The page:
- Maintenance costs
Non-essential expenses might include things like:
- Travel, meals and entertainment
- Non essential repairs and upgrades
Step 3: extrapolate using a multiple
Calculating your SDE for the last twelve months gives you a pretty good idea of how much money it might earn in the next twelve months. But your business isn’t going to stop running one year from now (at least we hope it won’t).
SDE doesn’t tell you how much it might earn in the long term, which is what we need to figure out if we want to figure out the total value of a business.
That’s where multiples come in. They’re a number that you multiply your SDE by to calculate the total value of your business.
Most small to medium-sized SaaS businesses these days command a multiple of somewhere between 2.0 and 4.0.
But they can also vary widely by growth rate, company size, the assets you have, and hundreds of other variables. This is what people who do this professionally spend most of their time thinking about, and the process of calculating multiples can get pretty complex and subjective.
If you don’t want to get into the weeds, use the following cheat sheet:
Variables that could influence the multiple for your SaaS business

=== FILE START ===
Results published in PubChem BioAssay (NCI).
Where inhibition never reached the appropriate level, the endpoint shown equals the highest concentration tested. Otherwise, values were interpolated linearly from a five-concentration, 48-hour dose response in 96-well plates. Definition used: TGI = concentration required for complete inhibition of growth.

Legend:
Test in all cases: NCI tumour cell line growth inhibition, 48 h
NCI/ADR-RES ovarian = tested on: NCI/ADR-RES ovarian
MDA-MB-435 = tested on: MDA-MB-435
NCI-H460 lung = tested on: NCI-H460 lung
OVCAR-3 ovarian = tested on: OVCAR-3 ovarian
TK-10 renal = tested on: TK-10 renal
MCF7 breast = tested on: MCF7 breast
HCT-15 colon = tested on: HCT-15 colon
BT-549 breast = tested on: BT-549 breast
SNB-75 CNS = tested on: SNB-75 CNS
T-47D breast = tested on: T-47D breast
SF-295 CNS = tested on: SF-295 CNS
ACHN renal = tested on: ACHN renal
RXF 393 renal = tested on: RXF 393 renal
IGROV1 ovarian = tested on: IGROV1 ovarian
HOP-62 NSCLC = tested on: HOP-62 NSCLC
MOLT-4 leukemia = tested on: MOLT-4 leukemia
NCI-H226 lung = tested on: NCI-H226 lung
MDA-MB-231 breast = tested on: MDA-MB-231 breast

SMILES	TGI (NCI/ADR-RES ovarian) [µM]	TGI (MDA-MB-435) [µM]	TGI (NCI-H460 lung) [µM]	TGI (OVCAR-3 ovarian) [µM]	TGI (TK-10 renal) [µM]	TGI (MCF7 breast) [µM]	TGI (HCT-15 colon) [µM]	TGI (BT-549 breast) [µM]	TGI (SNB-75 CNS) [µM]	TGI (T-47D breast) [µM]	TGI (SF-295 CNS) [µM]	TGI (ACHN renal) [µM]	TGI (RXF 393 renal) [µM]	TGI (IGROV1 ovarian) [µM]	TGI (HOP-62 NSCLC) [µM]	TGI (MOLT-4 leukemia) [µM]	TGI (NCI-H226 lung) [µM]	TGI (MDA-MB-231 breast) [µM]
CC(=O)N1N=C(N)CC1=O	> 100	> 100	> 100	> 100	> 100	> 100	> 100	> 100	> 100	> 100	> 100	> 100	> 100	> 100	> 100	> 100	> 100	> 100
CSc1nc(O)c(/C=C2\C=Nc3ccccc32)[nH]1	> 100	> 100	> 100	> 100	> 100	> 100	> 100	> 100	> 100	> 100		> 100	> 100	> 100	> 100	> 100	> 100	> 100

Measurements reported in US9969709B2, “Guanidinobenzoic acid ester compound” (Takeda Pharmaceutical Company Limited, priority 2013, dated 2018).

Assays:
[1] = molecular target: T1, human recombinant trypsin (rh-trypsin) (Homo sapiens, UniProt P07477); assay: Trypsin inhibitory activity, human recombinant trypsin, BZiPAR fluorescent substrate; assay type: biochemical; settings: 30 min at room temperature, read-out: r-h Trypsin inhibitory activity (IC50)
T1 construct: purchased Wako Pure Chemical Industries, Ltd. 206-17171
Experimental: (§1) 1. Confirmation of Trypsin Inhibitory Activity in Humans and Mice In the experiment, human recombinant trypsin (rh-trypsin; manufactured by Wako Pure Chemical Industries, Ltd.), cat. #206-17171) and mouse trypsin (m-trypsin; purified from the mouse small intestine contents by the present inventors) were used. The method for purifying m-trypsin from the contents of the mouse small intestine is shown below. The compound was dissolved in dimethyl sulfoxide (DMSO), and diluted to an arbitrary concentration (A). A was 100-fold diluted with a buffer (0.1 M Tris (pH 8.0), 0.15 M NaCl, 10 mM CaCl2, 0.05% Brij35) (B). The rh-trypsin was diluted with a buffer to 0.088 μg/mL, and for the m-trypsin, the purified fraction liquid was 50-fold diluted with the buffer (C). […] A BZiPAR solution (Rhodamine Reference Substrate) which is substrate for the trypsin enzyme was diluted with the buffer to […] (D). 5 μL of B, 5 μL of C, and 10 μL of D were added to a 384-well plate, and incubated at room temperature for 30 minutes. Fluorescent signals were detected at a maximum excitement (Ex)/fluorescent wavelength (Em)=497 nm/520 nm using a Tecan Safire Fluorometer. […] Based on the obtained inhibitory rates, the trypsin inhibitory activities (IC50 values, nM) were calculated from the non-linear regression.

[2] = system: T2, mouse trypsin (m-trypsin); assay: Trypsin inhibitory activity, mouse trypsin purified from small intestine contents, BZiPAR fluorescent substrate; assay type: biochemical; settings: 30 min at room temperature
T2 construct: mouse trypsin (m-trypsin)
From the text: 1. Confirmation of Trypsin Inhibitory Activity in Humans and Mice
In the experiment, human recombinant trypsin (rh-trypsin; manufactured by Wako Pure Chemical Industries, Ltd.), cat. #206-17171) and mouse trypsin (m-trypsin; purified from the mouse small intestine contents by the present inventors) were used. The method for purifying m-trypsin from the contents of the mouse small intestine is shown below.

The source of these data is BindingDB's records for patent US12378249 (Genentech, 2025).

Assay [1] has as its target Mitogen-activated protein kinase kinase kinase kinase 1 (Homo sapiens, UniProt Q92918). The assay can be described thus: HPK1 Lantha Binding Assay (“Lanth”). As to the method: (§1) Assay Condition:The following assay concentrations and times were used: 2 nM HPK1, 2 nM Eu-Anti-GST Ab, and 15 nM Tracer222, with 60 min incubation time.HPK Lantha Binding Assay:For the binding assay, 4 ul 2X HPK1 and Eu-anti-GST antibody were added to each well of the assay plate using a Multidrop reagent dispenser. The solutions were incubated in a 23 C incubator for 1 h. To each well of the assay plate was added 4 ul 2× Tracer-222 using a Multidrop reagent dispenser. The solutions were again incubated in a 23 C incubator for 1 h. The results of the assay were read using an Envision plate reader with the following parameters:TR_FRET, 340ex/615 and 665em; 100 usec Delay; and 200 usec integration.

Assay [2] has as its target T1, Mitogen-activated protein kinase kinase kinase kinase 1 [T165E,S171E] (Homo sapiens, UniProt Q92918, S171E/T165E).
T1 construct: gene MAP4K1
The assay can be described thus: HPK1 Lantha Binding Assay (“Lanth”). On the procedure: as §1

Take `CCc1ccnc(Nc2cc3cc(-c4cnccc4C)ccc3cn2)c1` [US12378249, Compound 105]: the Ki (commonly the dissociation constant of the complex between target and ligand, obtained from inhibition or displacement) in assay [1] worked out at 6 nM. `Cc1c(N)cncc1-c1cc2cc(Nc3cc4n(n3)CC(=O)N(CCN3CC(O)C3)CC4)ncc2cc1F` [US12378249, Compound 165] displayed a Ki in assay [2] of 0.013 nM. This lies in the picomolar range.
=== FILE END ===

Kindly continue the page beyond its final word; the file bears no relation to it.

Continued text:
Hundreds of variables could go into calculating a SaaS multiple, but most of them have to do with how scaleable your business is, how sustainable its earnings are, and how easy it is to transfer your business to a new owner.
This has to do with how easy or difficult it is to grow your business. If you’re well-established in a small niche market and post modest year over year growth, you probably have less scalability potential than a similar business in a larger market.
Buyers will look out for three things in particular when they evaluate scalability: your growth, the size of your business, and the age of your company.
If you’ve ever wondered where those sky-high unicorn valuations come from, multiples based on astronomical growth projections are your answer.
Software businesses spend a lot of money up front, but after that it’s fairly cheap for them to take on additional customers, so growth is a big deal in SaaS. The better a SaaS company’s growth prospects, the higher the multiple and the valuation.